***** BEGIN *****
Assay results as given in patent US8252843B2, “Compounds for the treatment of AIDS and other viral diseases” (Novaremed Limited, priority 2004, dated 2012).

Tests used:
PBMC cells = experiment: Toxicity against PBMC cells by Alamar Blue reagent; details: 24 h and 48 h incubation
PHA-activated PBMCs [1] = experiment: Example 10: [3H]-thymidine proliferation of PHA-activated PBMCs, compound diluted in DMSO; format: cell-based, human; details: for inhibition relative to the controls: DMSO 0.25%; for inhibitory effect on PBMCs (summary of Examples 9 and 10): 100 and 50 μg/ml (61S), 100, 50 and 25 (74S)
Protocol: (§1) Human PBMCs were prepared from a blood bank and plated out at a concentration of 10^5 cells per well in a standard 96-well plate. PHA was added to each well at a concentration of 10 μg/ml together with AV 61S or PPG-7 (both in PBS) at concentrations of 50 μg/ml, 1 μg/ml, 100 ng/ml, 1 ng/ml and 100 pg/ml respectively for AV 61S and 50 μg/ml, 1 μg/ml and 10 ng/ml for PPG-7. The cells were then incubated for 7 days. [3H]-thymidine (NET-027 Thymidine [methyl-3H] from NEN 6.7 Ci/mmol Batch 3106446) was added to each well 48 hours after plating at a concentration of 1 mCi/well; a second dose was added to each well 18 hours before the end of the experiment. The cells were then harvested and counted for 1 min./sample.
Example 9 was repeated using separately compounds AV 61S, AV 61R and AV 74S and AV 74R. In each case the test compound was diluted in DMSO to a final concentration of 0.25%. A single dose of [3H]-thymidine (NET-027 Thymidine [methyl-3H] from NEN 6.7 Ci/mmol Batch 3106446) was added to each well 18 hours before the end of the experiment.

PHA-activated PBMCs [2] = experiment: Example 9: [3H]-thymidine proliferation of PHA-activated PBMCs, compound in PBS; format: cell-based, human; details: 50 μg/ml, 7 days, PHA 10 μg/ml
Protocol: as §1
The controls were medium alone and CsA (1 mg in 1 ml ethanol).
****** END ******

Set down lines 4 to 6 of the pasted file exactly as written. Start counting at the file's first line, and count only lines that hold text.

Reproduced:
PHA-activated PBMCs [1] = experiment: Example 10: [3H]-thymidine proliferation of PHA-activated PBMCs, compound diluted in DMSO; format: cell-based, human; details: for inhibition relative to the controls: DMSO 0.25%; for inhibitory effect on PBMCs (summary of Examples 9 and 10): 100 and 50 μg/ml (61S), 100, 50 and 25 (74S)
Protocol: (§1) Human PBMCs were prepared from a blood bank and plated out at a concentration of 10^5 cells per well in a standard 96-well plate. PHA was added to each well at a concentration of 10 μg/ml together with AV 61S or PPG-7 (both in PBS) at concentrations of 50 μg/ml, 1 μg/ml, 100 ng/ml, 1 ng/ml and 100 pg/ml respectively for AV 61S and 50 μg/ml, 1 μg/ml and 10 ng/ml for PPG-7. The cells were then incubated for 7 days. [3H]-thymidine (NET-027 Thymidine [methyl-3H] from NEN 6.7 Ci/mmol Batch 3106446) was added to each well 48 hours after plating at a concentration of 1 mCi/well; a second dose was added to each well 18 hours before the end of the experiment. The cells were then harvested and counted for 1 min./sample.
Example 9 was repeated using separately compounds AV 61S, AV 61R and AV 74S and AV 74R. In each case the test compound was diluted in DMSO to a final concentration of 0.25%. A single dose of [3H]-thymidine (NET-027 Thymidine [methyl-3H] from NEN 6.7 Ci/mmol Batch 3106446) was added to each well 18 hours before the end of the experiment.